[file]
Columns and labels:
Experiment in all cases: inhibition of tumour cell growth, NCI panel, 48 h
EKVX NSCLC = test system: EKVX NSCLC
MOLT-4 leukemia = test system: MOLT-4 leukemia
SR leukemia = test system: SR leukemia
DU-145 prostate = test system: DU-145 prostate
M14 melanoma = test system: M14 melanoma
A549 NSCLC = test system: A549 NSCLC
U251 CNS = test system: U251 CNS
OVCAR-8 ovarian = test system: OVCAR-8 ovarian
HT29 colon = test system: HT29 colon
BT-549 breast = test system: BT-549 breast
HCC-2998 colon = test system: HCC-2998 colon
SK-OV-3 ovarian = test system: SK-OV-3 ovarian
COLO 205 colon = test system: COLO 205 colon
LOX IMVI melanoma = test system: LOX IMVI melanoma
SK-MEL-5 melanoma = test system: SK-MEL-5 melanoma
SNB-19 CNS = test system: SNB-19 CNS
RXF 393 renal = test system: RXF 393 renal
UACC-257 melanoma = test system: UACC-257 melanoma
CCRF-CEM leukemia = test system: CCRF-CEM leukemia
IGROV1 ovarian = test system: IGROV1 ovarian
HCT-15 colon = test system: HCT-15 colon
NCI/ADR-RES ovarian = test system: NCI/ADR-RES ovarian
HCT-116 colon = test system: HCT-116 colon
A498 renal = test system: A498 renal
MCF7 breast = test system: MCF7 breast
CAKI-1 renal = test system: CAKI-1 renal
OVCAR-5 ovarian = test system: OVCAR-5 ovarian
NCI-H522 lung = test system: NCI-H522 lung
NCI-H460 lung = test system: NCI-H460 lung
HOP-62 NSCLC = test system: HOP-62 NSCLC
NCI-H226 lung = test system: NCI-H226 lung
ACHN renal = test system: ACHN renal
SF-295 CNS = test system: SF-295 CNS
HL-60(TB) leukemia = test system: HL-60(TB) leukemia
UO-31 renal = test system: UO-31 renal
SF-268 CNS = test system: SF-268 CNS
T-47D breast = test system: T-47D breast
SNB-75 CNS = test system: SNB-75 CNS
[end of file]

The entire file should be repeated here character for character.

Columns and labels:
Experiment in all cases: inhibition of tumour cell growth, NCI panel, 48 h
EKVX NSCLC = test system: EKVX NSCLC
MOLT-4 leukemia = test system: MOLT-4 leukemia
SR leukemia = test system: SR leukemia
DU-145 prostate = test system: DU-145 prostate
M14 melanoma = test system: M14 melanoma
A549 NSCLC = test system: A549 NSCLC
U251 CNS = test system: U251 CNS
OVCAR-8 ovarian = test system: OVCAR-8 ovarian
HT29 colon = test system: HT29 colon
BT-549 breast = test system: BT-549 breast
HCC-2998 colon = test system: HCC-2998 colon
SK-OV-3 ovarian = test system: SK-OV-3 ovarian
COLO 205 colon = test system: COLO 205 colon
LOX IMVI melanoma = test system: LOX IMVI melanoma
SK-MEL-5 melanoma = test system: SK-MEL-5 melanoma
SNB-19 CNS = test system: SNB-19 CNS
RXF 393 renal = test system: RXF 393 renal
UACC-257 melanoma = test system: UACC-257 melanoma
CCRF-CEM leukemia = test system: CCRF-CEM leukemia
IGROV1 ovarian = test system: IGROV1 ovarian
HCT-15 colon = test system: HCT-15 colon
NCI/ADR-RES ovarian = test system: NCI/ADR-RES ovarian
HCT-116 colon = test system: HCT-116 colon
A498 renal = test system: A498 renal
MCF7 breast = test system: MCF7 breast
CAKI-1 renal = test system: CAKI-1 renal
OVCAR-5 ovarian = test system: OVCAR-5 ovarian
NCI-H522 lung = test system: NCI-H522 lung
NCI-H460 lung = test system: NCI-H460 lung
HOP-62 NSCLC = test system: HOP-62 NSCLC
NCI-H226 lung = test system: NCI-H226 lung
ACHN renal = test system: ACHN renal
SF-295 CNS = test system: SF-295 CNS
HL-60(TB) leukemia = test system: HL-60(TB) leukemia
UO-31 renal = test system: UO-31 renal
SF-268 CNS = test system: SF-268 CNS
T-47D breast = test system: T-47D breast
SNB-75 CNS = test system: SNB-75 CNS